The unveiling of the "magic" dredger at this time can also be read as a signal to the South-east Asia claimants in the South China Sea, particularly Vietnam, where Mr Xi is slated to visit on Nov 12, right after Mr Trump visits Beijing.
Vietnam has challenged China's claims in the strategic waterway more than other South-east Asian claimants. In June, Beijing pressed Vietnam to force Spanish oil company Repsol to end its oil exploration activity in the country's exclusive economic zone in the far south but inside China's nine-dash line. Hanoi's move appeared to be tactical to avoid conflict ahead of China's party congress and Vietnam's hosting of the Asia-Pacific Economic Cooperation summit, as well as state visits by both Mr Xi and Mr Trump.
Even in the Philippines, which has pivoted towards China under Mr Duterte, the new dredging ship has stoked unease. "The mere presence is a little concerning," Defence Secretary Delfin Lorenzana told journalists in Manila. "Where it is going, we do not know."
Chinese officials have so far said little about the new vessel, but Beijing-based military expert Li Jie tried to reassure China's neighbours that there was little to worry about. "China will abide by the Code of Conduct in the South China Sea… and won't use the dredger to expand artificial islands," he told the South China Morning Post. One problem with his comment is that the Code of Conduct has not yet been negotiated.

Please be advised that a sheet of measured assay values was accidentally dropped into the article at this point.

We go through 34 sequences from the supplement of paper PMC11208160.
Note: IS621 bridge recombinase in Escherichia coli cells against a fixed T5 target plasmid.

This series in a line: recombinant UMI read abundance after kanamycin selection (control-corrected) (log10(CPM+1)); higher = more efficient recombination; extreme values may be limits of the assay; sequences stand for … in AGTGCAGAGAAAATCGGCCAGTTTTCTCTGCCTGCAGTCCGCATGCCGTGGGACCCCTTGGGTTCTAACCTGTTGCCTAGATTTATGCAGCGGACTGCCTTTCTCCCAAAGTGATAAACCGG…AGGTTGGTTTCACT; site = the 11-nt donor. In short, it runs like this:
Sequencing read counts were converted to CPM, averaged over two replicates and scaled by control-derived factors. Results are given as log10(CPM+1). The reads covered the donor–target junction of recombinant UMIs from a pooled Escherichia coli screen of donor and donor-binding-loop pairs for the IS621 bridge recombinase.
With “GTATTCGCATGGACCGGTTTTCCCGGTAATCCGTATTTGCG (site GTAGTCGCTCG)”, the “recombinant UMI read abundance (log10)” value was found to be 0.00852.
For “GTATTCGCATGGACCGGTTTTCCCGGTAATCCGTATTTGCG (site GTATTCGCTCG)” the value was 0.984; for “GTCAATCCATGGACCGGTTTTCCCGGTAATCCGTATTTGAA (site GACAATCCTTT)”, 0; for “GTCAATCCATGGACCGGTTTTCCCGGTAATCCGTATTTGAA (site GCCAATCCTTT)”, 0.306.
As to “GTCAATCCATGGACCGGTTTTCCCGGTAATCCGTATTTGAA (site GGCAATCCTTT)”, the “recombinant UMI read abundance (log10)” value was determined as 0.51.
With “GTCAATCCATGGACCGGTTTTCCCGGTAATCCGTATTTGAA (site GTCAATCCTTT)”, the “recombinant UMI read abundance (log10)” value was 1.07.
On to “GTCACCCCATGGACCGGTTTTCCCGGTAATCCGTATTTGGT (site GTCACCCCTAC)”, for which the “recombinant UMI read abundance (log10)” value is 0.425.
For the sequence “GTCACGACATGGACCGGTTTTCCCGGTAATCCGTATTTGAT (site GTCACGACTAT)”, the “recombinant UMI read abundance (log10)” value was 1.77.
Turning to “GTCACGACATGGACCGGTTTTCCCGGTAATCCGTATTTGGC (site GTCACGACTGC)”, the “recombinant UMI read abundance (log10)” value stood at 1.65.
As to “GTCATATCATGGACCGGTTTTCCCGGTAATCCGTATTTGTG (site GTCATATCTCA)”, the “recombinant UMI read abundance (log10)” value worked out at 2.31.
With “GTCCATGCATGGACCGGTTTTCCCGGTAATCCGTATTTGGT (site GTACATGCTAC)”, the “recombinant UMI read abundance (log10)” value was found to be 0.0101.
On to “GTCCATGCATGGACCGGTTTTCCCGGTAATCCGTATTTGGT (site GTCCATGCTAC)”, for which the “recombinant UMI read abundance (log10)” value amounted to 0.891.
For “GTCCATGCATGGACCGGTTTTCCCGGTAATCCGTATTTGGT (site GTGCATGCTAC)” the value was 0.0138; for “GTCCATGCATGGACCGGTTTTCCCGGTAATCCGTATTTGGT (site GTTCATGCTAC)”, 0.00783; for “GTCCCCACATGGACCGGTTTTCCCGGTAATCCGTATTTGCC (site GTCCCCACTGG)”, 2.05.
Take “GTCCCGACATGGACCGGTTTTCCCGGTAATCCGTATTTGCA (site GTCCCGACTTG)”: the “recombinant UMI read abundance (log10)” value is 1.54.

Chinese Foreign Minister Wang Yi, at the ARF in August, implied that Beijing had ended its reclamation activities in the South China Sea in mid-2015, but that appears to have mainly applied to the Spratly Island grouping in the south. Reclamation work has continued further north in the Paracel Islands, most recently around Tree Island and North Island, according to satellite images released by the Asia Maritime Transparency Initiative of the Centre for Strategic and International Studies in Washington.
Since Mr Trump took office in January, the US has conducted four freedom of navigation exercises in the South China Sea, most recently on Oct 10, to challenge China's maritime claims.
He can be expected to express concerns about China's plans for the new island maker with Mr Xi when he visits Beijing later this week.
Mr Trump's aides say his 12-day trip to Asia is intended to signal that the US remains deeply engaged in the region even if the President pulled out of the Trans-Pacific Partnership trade agreement a few days after taking office.
Mr Trump is also expected to moot the development of a "free and open Indo-Pacific" region, an idea first touted by Japan and then highlighted in Secretary of State Rex Tillerson's foreign policy speech a few weeks ago. Beijing likely sees this new formulation, which includes cooperation among the democracies of Japan, India, Australia and the US, as a challenge to China.
China may have intended the Tian Kun Hao as an impressive reminder of its ability to assert its claims, but the new ship could also play into the hands of Mr Trump as countries in the region may be prompted to take another look to Washington to balance China's growing clout.
- The writer is senior associate in the South-east Asia Programme at the Centre for Strategic and International Studies in Washington.